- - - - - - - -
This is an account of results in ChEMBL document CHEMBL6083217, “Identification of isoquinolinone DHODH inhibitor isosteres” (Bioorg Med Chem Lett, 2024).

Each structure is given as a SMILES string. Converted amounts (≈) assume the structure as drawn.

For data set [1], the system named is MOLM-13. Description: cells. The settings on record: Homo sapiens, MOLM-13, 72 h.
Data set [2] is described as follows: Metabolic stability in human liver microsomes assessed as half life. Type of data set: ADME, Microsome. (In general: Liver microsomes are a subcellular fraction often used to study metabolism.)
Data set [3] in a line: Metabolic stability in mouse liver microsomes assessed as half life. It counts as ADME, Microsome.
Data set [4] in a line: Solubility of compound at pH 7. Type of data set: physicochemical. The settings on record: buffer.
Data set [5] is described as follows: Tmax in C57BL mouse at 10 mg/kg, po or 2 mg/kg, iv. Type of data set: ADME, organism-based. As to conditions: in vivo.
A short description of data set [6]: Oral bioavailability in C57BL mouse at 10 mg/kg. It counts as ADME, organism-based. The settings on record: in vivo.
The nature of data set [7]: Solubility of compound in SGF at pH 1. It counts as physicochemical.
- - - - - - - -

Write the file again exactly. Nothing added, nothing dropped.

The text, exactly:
This is an account of results in ChEMBL document CHEMBL6083217, “Identification of isoquinolinone DHODH inhibitor isosteres” (Bioorg Med Chem Lett, 2024).

Each structure is given as a SMILES string. Converted amounts (≈) assume the structure as drawn.

For data set [1], the system named is MOLM-13. Description: cells. The settings on record: Homo sapiens, MOLM-13, 72 h.
Data set [2] is described as follows: Metabolic stability in human liver microsomes assessed as half life. Type of data set: ADME, Microsome. (In general: Liver microsomes are a subcellular fraction often used to study metabolism.)
Data set [3] in a line: Metabolic stability in mouse liver microsomes assessed as half life. It counts as ADME, Microsome.
Data set [4] in a line: Solubility of compound at pH 7. Type of data set: physicochemical. The settings on record: buffer.
Data set [5] is described as follows: Tmax in C57BL mouse at 10 mg/kg, po or 2 mg/kg, iv. Type of data set: ADME, organism-based. As to conditions: in vivo.
A short description of data set [6]: Oral bioavailability in C57BL mouse at 10 mg/kg. It counts as ADME, organism-based. The settings on record: in vivo.
The nature of data set [7]: Solubility of compound in SGF at pH 1. It counts as physicochemical.